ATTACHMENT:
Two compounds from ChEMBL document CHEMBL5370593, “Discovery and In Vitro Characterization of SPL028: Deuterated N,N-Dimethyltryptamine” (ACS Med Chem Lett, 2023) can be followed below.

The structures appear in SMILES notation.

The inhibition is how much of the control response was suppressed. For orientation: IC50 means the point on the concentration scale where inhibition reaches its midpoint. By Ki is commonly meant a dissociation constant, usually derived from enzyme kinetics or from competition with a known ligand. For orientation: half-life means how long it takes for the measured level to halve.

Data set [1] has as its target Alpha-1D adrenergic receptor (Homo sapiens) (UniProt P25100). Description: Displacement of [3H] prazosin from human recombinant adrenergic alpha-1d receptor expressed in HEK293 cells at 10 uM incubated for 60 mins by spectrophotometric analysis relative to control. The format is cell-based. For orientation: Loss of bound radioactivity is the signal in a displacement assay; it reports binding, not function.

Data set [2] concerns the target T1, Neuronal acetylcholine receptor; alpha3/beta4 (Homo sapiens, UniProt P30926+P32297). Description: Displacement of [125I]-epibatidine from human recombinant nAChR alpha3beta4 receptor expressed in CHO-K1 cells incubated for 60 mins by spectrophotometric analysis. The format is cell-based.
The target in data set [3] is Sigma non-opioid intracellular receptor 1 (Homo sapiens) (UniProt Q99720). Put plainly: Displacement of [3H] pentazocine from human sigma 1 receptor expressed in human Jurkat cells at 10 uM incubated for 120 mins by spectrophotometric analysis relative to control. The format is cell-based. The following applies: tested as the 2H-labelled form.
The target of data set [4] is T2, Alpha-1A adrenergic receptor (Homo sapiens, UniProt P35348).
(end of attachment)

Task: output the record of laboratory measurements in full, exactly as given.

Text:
Two compounds from ChEMBL document CHEMBL5370593, “Discovery and In Vitro Characterization of SPL028: Deuterated N,N-Dimethyltryptamine” (ACS Med Chem Lett, 2023) can be followed below.

The structures appear in SMILES notation.

The inhibition is how much of the control response was suppressed. For orientation: IC50 means the point on the concentration scale where inhibition reaches its midpoint. By Ki is commonly meant a dissociation constant, usually derived from enzyme kinetics or from competition with a known ligand. For orientation: half-life means how long it takes for the measured level to halve.

Data set [1] has as its target Alpha-1D adrenergic receptor (Homo sapiens) (UniProt P25100). Description: Displacement of [3H] prazosin from human recombinant adrenergic alpha-1d receptor expressed in HEK293 cells at 10 uM incubated for 60 mins by spectrophotometric analysis relative to control. The format is cell-based. For orientation: Loss of bound radioactivity is the signal in a displacement assay; it reports binding, not function.

Data set [2] concerns the target T1, Neuronal acetylcholine receptor; alpha3/beta4 (Homo sapiens, UniProt P30926+P32297). Description: Displacement of [125I]-epibatidine from human recombinant nAChR alpha3beta4 receptor expressed in CHO-K1 cells incubated for 60 mins by spectrophotometric analysis. The format is cell-based.
The target in data set [3] is Sigma non-opioid intracellular receptor 1 (Homo sapiens) (UniProt Q99720). Put plainly: Displacement of [3H] pentazocine from human sigma 1 receptor expressed in human Jurkat cells at 10 uM incubated for 120 mins by spectrophotometric analysis relative to control. The format is cell-based. The following applies: tested as the 2H-labelled form.
The target of data set [4] is T2, Alpha-1A adrenergic receptor (Homo sapiens, UniProt P35348).